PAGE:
District officials work together on safety project
TYLERTOWN – Fourteenth Circuit Court District law enforcementofficials and educators are joining forces with the U.S. Attorney’sOffice in an effort to reducing gun violence and ensure safeneighborhoods for citizens.
As part of a “Project Safe Neighborhoods” initiative, city,county and state law enforcement officials, judges and schoolsuperintendents met Monday with U.S. Attorney Dunn Lampton andAssistant U.S. Attorney Linda Anderson to discuss the program aimedat gun-related offenses. Approximately 70 people from Lincoln, Pikeand Walthall counties attended the meeting at the Southwest EventsCenter.
Lampton, former District Attorney for the three-county area,said guns and reducing gun violence was the administration’s NumberOne priority before Sept. 11. Combating terrorism took the top spotthat day, but guns still rank high.
“They’re probably our Number Two priority now,” Lamptonsaid.
Lampton said citizens like to enjoy their Second Amendmentrights to own firearms. However, if something isn’t done to reducegun violence, he said people could see those rights continue toerode.
Project Safe Neighborhoods is a comprehensive program involvingpartnerships, strategic planning, training, community outreach andaccountability.
“It’s not just about prosecuting persons – convicted felons -who use guns,” Lampton said.
Lampton said prosecution is a component of the program. It alsoseeks to increase awareness of gun violence enforcement and developa community attitude in which guns will not be tolerated.
“It’s a program where we can actually save lives,” Lamptonsaid.
The 14th District is the first area in the state to beginworking with Lampton’s office on the initiative. In addition tobeing familiar with the area, Lampton said the district has goodsheriffs, chiefs of police and other law enforcement personnel.
“I know this is where the program can get off to a good start,and we have,” Lampton said, adding that he will be working tospread the program throughout the state in the future.
Anderson updated meeting participants on various aspects of theinitiative, including ways that federal gun laws can help localauthorities prosecute crimes. She said federal gun law violationscan bring up to a 10-year sentence, with stiffer penalties forrepeat offenders.
“The gun is always the way to get the bad guys out of yourneighborhood,” Anderson said.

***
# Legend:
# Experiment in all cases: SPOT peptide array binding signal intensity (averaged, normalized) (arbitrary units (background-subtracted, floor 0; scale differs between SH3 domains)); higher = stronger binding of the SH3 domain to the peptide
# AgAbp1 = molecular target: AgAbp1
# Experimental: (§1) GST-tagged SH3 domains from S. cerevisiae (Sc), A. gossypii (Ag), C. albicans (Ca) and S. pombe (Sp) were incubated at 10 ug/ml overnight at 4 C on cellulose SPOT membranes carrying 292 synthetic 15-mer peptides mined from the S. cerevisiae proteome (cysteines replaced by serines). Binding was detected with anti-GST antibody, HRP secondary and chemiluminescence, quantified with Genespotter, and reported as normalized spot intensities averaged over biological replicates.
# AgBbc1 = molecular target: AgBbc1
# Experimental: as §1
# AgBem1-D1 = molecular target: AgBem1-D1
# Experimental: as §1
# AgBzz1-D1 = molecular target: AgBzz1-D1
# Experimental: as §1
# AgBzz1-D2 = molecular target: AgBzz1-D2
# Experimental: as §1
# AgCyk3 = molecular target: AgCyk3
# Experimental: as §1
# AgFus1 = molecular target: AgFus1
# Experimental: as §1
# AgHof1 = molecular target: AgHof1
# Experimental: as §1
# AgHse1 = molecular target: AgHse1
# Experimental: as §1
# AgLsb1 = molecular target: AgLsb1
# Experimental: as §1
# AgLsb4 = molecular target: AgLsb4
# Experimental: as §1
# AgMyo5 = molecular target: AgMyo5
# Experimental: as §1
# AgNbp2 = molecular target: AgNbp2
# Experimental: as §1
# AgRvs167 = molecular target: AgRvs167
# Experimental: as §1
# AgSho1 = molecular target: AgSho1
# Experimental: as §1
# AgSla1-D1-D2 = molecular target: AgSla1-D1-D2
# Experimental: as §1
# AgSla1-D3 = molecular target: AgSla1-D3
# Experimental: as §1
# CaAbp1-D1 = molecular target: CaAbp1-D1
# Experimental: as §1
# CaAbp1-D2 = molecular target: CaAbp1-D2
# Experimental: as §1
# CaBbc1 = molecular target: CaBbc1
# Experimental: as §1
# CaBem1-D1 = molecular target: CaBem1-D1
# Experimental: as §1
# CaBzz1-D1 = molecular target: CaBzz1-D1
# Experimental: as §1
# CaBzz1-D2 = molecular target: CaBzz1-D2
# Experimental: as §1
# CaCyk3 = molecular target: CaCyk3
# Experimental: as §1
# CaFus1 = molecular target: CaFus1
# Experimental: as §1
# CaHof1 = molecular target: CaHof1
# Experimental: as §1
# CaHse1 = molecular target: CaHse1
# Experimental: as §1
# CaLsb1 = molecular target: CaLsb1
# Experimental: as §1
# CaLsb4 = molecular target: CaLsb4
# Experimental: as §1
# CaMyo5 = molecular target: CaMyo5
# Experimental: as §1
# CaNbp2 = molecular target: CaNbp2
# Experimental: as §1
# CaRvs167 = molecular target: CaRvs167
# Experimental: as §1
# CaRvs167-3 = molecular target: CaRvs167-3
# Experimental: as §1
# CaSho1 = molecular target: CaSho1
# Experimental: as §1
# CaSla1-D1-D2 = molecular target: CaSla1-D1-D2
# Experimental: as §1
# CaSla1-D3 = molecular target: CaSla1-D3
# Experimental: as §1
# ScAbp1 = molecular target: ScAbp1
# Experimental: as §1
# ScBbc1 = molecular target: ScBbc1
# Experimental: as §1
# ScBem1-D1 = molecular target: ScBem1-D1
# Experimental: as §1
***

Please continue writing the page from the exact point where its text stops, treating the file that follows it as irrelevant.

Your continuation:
Another aspect of the initiative is gun tracking andtracing.
“We have a tremendous gun-trafficking problem in Mississippithat we need to address,” Anderson said.
Anderson encouraged law enforcement authorities to seek guntraces through the Bureau of Alcohol, Tobacco and Firearms. Thatway, she said, authorities can determine where guns used in crimesare coming from and take steps to address that situation.
Anderson briefly discussed Project Sentry.
That initiative seeks to prosecute those who sell guns tojuveniles. Officials hoped to set up that program soon with lawenforcement and educators’ help.
District Attorney Danny Smith is looking forward to working withLampton’s office on the Safe Neighborhoods effort. Officials citedfour gun-related crimes in Walthall County since December asevidence of the need for the initiative.
“It’s not only a district problem, it’s a state problem and anational problem,” Smith said.
Walthall County Sheriff Duane Dillon focused on the partnershipaspect. He praised Monday’s level of participation from areaofficials.
“We want everybody involved,” Dillon said. “We know we have aspirit of cooperation and want everybody to know we’re on the sameteam.”
Brookhaven Police Chief Arlustra “Pap” Henderson said his citydoes not have a big gun violence problem
However, the chief cited incidents, such as repeat domesticviolence-related cases, where gun laws could be beneficial. A priormisdemeanor conviction for domestic violence is on a list ofelements that can make it illegal for a person to possess afirearm.
“I think it will be very helpful,” Henderson said of the safeneighborhoods initiative.
Circuit Judge Keith Starrett said the federal gun laws could behelpful in prosecuting those criminals who stay on the fringe ofcrimes and are not directly related to a particular incident. Thejudge said the appreciated Lampton and Smith working togethertoward the common goal of a safe neighborhoods.
“That’s want we all want: safe communities and safe streets,”Starrett said.
Educators also applauded the program.
James Tillman, assistant superintendent for the BrookhavenSchool District, said the gun laws will be an additional resourcefor law enforcement. School police officers Davey Johnson andMarzelle Brooks were among several Brookhaven officers who attendedthe meeting to learn more about federal gun law prosecution.
“The bottom line is to help communities,” Tillman said. “We wanteveryone to know that the schools are safe and we’re doingeverything we can to ensure the safety of their children.”
Dr. Ben Cox, superintendent of the North Pike School District,said he was glad to see law enforcement and schools workingtogether.
“Anytime schools work with law enforcement, it can’t do anythingbut improve our safety,” Cox said.
Lincoln County Superintendent Perry Miller expressed similarsentiments.
“Anything we can do to combat violence, drugs and that sort ofthing, it’s got to help,” Miller said.